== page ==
I really enjoyed this one. Written in the era where women were mothers and wives without dreams, this woman “woke” to her own needs. Scandalous for the times, to be certain.
Another great choice from Serial Reads! I adore this work from Chopin. Her ability to evoke the atmosphere & the languidness of Edna‘s awakening & transformation into herself is sheer perfection. If you haven‘t read this one, I highly recommend it-if you have read it before, this would be a great way to end Women‘s History Month 😉 😊💜
Maybe a bit tame compared to how we think about feminism now, but I love reading works revolutionary for their time that paved the way for more.
I didn't listen to this edition, but I love this Krøyer painting a lot so I had to use it.
#ReadingWomenChallenge #setintheamericansouth @thereadingwomen #modernmrsdarcy #IdRatherBeReading #classicyouvebeenmeaningtoread #Booked2018 #feministclassic @Cinfhen @BarbaraTheBibliophage @4thhouseontheleft
"She was becoming herself and daily casting aside that fictitious self which we assume like a garment with which to appear before the world.”⠀
Oh, Edna Pontellier. She's quite the character. And, if you look at reviews of this book, quite polarizing. Regardless of how you may feel about this book, it's one of those daring stories that greatly influenced the books that followed it. We review this classic read (and five more) on the latest episode.
I once tried to read this book, quite some years ago, when I wasn't ready for it and I didn't finish it. But today, many years older (and hopefully wiser), I finally understood it. And it was everything. While I didn't actually like anyone in the book, I have to admire Chopin's determination to write something like this, to write Edna's boldness in wanting to be more than just a wife and a mother.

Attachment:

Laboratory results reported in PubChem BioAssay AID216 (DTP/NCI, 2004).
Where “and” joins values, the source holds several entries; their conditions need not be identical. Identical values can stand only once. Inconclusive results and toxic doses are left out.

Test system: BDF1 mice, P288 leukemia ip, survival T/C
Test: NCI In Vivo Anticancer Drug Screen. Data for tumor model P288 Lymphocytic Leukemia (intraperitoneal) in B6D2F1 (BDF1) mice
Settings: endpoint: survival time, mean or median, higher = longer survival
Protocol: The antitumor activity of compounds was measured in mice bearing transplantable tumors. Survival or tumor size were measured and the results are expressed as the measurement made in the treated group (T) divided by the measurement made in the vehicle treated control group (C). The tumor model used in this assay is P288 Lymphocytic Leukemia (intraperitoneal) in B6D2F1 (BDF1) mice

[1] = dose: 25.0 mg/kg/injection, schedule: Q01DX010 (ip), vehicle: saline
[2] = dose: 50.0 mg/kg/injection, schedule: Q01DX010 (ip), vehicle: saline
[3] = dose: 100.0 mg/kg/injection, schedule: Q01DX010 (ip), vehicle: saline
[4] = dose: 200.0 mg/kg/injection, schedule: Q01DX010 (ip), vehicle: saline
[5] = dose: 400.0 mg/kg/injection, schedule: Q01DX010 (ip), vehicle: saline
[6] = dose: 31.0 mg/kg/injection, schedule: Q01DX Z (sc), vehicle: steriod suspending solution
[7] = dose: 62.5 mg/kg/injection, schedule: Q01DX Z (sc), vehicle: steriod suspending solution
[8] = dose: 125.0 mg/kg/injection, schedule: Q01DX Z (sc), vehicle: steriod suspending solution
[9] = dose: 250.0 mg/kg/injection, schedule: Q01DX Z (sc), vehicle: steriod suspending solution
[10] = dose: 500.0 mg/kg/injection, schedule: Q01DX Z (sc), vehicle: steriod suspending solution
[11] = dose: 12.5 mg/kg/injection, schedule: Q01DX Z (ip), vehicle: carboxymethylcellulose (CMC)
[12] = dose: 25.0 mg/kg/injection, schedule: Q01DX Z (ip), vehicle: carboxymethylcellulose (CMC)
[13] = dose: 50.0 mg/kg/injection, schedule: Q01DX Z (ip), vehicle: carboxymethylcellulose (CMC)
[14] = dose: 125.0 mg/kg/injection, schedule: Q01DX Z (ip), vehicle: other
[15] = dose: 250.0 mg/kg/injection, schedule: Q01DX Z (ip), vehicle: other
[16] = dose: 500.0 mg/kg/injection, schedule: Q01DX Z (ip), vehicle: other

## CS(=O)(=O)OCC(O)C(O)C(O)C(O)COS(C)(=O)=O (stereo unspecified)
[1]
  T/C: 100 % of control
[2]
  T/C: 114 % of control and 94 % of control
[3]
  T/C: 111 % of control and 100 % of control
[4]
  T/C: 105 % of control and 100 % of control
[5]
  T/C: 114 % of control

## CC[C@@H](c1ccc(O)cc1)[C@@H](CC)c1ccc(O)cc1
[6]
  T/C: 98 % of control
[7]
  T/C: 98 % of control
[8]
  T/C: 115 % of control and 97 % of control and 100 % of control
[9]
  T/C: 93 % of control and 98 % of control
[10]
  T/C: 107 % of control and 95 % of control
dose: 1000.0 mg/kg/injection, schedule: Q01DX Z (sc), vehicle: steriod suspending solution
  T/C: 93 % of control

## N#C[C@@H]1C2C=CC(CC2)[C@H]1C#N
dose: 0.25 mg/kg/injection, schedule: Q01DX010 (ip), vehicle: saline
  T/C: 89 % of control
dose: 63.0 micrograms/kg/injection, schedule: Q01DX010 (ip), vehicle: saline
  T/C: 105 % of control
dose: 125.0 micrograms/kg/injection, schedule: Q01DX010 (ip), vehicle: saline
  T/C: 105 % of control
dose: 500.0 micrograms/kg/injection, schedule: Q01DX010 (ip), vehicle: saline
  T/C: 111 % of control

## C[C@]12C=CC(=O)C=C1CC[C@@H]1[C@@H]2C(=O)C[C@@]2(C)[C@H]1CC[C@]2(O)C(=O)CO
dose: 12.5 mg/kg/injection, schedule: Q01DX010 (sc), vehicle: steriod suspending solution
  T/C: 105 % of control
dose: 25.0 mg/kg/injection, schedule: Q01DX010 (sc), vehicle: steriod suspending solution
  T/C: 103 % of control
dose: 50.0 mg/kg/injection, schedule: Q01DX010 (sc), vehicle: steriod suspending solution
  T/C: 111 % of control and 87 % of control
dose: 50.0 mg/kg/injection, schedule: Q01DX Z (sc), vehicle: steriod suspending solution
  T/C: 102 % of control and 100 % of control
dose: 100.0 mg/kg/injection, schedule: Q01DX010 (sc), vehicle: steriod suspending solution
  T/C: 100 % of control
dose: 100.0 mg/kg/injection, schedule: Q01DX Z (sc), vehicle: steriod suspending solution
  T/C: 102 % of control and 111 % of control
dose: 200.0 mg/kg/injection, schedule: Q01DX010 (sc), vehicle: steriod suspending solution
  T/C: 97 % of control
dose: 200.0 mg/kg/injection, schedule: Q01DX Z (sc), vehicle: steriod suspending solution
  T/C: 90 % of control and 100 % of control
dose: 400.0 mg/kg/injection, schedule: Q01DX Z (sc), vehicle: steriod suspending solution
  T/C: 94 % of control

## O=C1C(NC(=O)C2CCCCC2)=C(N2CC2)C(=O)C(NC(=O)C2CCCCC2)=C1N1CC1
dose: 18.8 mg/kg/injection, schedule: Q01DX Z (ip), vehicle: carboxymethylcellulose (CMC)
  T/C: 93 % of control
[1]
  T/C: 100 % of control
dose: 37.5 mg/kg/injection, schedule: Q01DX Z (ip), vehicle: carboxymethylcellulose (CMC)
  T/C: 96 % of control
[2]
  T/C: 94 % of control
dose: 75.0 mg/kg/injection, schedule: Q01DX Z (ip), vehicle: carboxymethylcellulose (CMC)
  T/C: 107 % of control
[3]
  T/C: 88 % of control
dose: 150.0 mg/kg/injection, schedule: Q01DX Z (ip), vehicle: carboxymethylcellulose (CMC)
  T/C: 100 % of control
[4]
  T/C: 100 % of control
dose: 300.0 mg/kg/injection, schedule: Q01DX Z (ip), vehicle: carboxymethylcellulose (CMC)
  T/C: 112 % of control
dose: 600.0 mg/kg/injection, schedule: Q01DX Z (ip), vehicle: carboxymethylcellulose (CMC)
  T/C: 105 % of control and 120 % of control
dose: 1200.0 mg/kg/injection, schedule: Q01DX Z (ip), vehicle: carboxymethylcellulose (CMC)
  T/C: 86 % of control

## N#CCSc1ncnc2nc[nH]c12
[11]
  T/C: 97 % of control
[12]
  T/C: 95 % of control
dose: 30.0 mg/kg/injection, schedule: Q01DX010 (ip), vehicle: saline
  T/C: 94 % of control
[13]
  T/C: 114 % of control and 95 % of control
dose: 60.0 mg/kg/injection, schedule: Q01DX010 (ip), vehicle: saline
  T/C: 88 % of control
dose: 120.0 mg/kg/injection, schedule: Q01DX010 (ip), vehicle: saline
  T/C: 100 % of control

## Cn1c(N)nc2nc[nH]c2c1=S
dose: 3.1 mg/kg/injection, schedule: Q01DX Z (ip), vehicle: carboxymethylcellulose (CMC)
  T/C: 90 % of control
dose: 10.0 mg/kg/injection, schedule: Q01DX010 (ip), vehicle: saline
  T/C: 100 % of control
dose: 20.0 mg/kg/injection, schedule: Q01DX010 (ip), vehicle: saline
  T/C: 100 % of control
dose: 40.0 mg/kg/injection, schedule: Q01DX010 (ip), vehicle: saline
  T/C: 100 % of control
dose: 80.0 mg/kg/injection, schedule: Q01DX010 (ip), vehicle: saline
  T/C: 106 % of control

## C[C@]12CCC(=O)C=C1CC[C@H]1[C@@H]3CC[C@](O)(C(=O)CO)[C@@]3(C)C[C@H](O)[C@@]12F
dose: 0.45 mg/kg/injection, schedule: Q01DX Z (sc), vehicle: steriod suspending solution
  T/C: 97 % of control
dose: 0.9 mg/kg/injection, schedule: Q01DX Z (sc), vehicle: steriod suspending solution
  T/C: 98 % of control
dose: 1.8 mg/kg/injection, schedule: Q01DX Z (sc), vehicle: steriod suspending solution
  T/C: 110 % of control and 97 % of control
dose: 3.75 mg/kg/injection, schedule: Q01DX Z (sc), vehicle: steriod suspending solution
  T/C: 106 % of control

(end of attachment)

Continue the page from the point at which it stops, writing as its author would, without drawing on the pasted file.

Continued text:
This book has been sitting on my shelf since 2009 unread. I‘m gonna fix that.
Thanks to @Cinfhen and her reminder that the first quarter of #booked2018 will be over by the end of the month, I better get cracking on this book for #feministclassic and I'm also asking for suggestions on #cozymystery over on my previous post!
It‘s a story about infidelity, about beeing bored by/feeling trapped in marriage and motherhood.
The very honest, and even in these times modern outlook on it ( going for your own hapiness, not really thinking too much of the children) must have shocked people in the 19th century .But,I did not feel any connection to the MC. And, I can‘t see the emancipation in this which lots of others praise.